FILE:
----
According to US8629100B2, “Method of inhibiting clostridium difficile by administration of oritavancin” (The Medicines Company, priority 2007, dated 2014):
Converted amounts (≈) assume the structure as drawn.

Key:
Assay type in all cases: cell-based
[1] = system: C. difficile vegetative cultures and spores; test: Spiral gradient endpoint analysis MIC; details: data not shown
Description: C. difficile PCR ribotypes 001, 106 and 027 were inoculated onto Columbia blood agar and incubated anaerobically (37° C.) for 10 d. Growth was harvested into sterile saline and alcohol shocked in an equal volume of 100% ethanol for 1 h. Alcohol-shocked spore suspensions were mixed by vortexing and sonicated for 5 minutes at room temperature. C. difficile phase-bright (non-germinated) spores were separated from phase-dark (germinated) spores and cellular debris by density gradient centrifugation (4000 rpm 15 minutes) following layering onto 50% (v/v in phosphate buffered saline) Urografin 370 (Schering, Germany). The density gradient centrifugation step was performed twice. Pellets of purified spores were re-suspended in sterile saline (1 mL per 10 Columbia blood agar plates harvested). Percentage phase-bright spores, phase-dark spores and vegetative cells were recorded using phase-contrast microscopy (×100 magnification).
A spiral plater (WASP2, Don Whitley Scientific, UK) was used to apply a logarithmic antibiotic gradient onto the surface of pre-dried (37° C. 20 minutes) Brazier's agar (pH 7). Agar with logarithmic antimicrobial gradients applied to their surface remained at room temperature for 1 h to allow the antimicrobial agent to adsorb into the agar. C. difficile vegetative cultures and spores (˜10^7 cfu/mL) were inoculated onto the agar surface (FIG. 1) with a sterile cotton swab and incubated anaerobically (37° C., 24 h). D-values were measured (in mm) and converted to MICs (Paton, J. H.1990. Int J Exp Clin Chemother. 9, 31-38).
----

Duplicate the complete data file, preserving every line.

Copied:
According to US8629100B2, “Method of inhibiting clostridium difficile by administration of oritavancin” (The Medicines Company, priority 2007, dated 2014):
Converted amounts (≈) assume the structure as drawn.

Key:
Assay type in all cases: cell-based
[1] = system: C. difficile vegetative cultures and spores; test: Spiral gradient endpoint analysis MIC; details: data not shown
Description: C. difficile PCR ribotypes 001, 106 and 027 were inoculated onto Columbia blood agar and incubated anaerobically (37° C.) for 10 d. Growth was harvested into sterile saline and alcohol shocked in an equal volume of 100% ethanol for 1 h. Alcohol-shocked spore suspensions were mixed by vortexing and sonicated for 5 minutes at room temperature. C. difficile phase-bright (non-germinated) spores were separated from phase-dark (germinated) spores and cellular debris by density gradient centrifugation (4000 rpm 15 minutes) following layering onto 50% (v/v in phosphate buffered saline) Urografin 370 (Schering, Germany). The density gradient centrifugation step was performed twice. Pellets of purified spores were re-suspended in sterile saline (1 mL per 10 Columbia blood agar plates harvested). Percentage phase-bright spores, phase-dark spores and vegetative cells were recorded using phase-contrast microscopy (×100 magnification).
A spiral plater (WASP2, Don Whitley Scientific, UK) was used to apply a logarithmic antibiotic gradient onto the surface of pre-dried (37° C. 20 minutes) Brazier's agar (pH 7). Agar with logarithmic antimicrobial gradients applied to their surface remained at room temperature for 1 h to allow the antimicrobial agent to adsorb into the agar. C. difficile vegetative cultures and spores (˜10^7 cfu/mL) were inoculated onto the agar surface (FIG. 1) with a sterile cotton swab and incubated anaerobically (37° C., 24 h). D-values were measured (in mm) and converted to MICs (Paton, J. H.1990. Int J Exp Clin Chemother. 9, 31-38).